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Einstein’s brain gets a new look-over

Nov. 17, 2012
Courtesy of Florida State University
and World Science staff

Parts of Al­bert Ein­stein’s brain are visibly un­like those of most peo­ple and this could help ac­count for his ge­nius, ac­cord­ing to a new stu­dy.

In it, Flor­i­da State Uni­vers­ity ev­o­lu­tion­ary an­thro­po­l­o­gist Dean Falk and col­leagues de­scribe for the first time the en­tire cer­e­bral cor­tex, or out­er lay­er, of Ein­stein’s brain from an ex­amina­t­ion of 14 re­cently dis­cov­ered pho­tographs. 

A photo of Einstein's brain, as ori­gin­ally la­beled in 1955, which was used in the new re­search. (Cre­dit: Nat'l Mu­seum of Health & Med­i­cine)


The re­search­ers com­pared the path-break­ing phys­i­cist’s brain to 85 “nor­mal” hu­man brains and, in light of cur­rent im­ag­ing stud­ies, in­ter­preted what they called its un­usu­al fea­tures. They ex­am­ined re­la­tive sizes of dif­fer­ent sec­tions and the pat­tern of sulci, or sur­face folds.

“Although the over­all size and asym­met­ri­c shape of Ein­stein’s brain were nor­mal, the pre­fron­tal, so­matosen­sory, pri­ma­ry mo­tor, pa­ri­e­tal, tem­po­ral and oc­cip­i­tal cor­ti­ces were ex­tra­or­di­nary,” said Falk, re­fer­ring to spe­cif­ic sec­tions of the cer­e­bral cor­tex. 

The pre­fron­tal cor­tex is known as the seat of cog­ni­tive anal­y­sis and ab­stract thought, and is some­times re­ferred to as the “CEO of the brain.” Spe­cif­ic parts of Ein­stein’s pre­fron­tal cor­tex are “rel­a­tively ex­pand­ed,” Falk and col­leagues wrote, “which may have pro­vid­ed un­der­pin­nings for some of his ex­tra­or­di­nary cog­ni­tive abil­i­ties.”

These same brain ar­eas are as­so­ci­at­ed “with the emer­gence of high­er cog­ni­tive abil­i­ties” in ev­o­lu­tion, they added.

The find­ings were pub­lished Nov. 16 in the jour­nal Brain.

The part of Ein­stein’s cer­e­bral cor­tex—the occi­pe­tal lobe—as­so­ci­at­ed with the pro­cess­ing of vis­u­al in­forma­t­ion was “very con­vo­lut­ed” com­pared to the av­er­age, Falk and col­leagues not­ed. This may have re­flected ex­tra pro­cess­ing pow­er for ment­ally vis­u­alizing things, they sug­gested.

Up­on Ein­stein’s death in 1955, his brain was re­moved and pho­tographed from mul­ti­ple an­gles with the per­mis­sion of his fam­i­ly. Fur­ther­more, it was sec­tioned in­to 240 blocks from which mi­cro­scope slides were pre­pared. A great ma­jor­ity of the pho­tographs, blocks and slides were lost from pub­lic sight for more than 55 years. The photos used by the re­search­ers are held by the Na­t­ional Mu­se­um of Health and Med­i­cine in Sil­ver Spring, Md.

The pa­per al­so pub­lishes a “roadmap” to Ein­stein’s brain pre­pared in 1955 by the phy­si­cian Thom­as Har­vey to il­lus­trate the loca­t­ions with­in Ein­stein’s pre­vi­ously whole brain of 240 dis­sect­ed blocks of tis­sue.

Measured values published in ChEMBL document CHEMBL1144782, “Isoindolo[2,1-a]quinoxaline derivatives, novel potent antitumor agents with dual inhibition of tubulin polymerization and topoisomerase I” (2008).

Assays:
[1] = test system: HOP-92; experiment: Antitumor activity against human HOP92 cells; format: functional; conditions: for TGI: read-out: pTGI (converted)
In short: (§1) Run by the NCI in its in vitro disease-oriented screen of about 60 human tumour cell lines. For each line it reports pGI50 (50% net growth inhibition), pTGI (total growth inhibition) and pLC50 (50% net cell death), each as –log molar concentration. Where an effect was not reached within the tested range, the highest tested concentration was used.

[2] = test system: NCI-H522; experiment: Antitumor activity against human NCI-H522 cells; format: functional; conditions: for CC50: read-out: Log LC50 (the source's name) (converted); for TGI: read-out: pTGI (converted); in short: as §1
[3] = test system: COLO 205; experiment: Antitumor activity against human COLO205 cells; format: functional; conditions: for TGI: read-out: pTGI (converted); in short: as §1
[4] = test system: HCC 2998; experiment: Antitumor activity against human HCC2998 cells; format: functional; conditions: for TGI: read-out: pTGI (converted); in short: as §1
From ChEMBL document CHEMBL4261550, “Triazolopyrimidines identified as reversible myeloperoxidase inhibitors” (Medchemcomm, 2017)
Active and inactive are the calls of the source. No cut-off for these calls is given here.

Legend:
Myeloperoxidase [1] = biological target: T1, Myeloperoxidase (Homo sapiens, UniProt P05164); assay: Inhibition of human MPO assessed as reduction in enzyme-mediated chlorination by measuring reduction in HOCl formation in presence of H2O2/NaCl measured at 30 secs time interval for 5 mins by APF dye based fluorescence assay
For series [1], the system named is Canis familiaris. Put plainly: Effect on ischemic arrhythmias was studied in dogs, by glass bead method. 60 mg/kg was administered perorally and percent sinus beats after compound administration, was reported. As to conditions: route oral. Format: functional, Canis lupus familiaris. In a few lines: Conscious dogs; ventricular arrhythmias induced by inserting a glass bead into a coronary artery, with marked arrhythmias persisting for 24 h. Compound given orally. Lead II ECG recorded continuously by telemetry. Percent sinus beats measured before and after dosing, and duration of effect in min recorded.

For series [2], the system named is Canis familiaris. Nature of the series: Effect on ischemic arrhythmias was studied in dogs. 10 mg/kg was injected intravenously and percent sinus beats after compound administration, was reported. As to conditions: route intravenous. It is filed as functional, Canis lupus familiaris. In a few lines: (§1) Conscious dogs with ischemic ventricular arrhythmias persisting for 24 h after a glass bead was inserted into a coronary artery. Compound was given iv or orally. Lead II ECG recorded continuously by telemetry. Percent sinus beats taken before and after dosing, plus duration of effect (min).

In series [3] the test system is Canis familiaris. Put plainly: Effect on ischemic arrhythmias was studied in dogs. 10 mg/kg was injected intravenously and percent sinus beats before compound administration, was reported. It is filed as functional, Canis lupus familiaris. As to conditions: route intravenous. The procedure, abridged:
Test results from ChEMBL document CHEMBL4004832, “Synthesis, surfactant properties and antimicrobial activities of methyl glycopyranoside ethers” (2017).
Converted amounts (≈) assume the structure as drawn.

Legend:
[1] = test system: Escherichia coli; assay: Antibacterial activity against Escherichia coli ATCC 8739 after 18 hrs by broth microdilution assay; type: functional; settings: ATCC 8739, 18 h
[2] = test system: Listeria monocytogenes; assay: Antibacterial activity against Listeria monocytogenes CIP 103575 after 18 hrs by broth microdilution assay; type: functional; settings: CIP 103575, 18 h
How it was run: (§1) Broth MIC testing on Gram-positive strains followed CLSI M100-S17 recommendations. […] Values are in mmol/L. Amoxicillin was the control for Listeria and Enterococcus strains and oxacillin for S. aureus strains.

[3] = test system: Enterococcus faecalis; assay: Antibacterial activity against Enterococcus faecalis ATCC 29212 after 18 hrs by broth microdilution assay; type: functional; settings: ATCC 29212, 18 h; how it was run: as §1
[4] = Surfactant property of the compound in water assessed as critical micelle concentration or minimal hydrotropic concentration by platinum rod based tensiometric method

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Parts of Albert Einstein’s brain have been found to be unlike those of most people and could be related to his extraordinary cognitive abilities, according to a new study. In it, Florida State University evolutionary anthropologist Dean Falk and colleagues describe for the first time the entire cerebral cortex, or outer layer, of Einstein’s brain from an examination of 14 recently discovered photographs. The researchers compared the famed physicist’s brain to 85 “normal” human brains and, in light of current imaging studies, interpreted what they called its unusual features. They focused in detail on the pattern of sulci, or folds, in the brain. “Although the overall size and asymmetrical shape of Einstein’s brain were normal, the prefrontal, somatosensory, primary motor, parietal, temporal and occipital cortices were extraordinary,” said Falk, referring to specific sections of the cortex. The prefrontal cortex, for one, is known as the seat of cognitive analysis and abstract thought, and is sometimes referred to as the “CEO of the brain.” Specific parts of Einstein’s prefrontal cortex are “relatively expanded,” Falk and colleagues wrote, “which may have provided underpinnings for some of his extraordinary cognitive abilities.” These same brain areas are associated “with the emergence of higher cognitive abilities” in evolution, they added. The findings were published Nov. 16 in the journal Brain. Upon Einstein’s death in 1955, his brain was removed and photographed from multiple angles with the permission of his family. Furthermore, it was sectioned into 240 blocks from which microscope slides were prepared. A great majority of the photographs, blocks and slides were lost from public sight for more than 55 years. The 14 photographs used by the researchers now are held by the National Museum of Health and Medicine. The paper also publishes a “roadmap” to Einstein’s brain prepared in 1955 by the physician Thomas Harvey to illustrate the locations within Einstein’s previously whole brain of 240 dissected blocks of tissue, which provides a key to locating the origins within the brain of the newly emerged histological slides. The area of Einstein’s cerebral cortex associated with the processing of visual information was “very convoluted” compared to the average, Falk and colleagues noted. This may have reflected extra processing power dedicated to visualizing objects, compared to the norm, they added.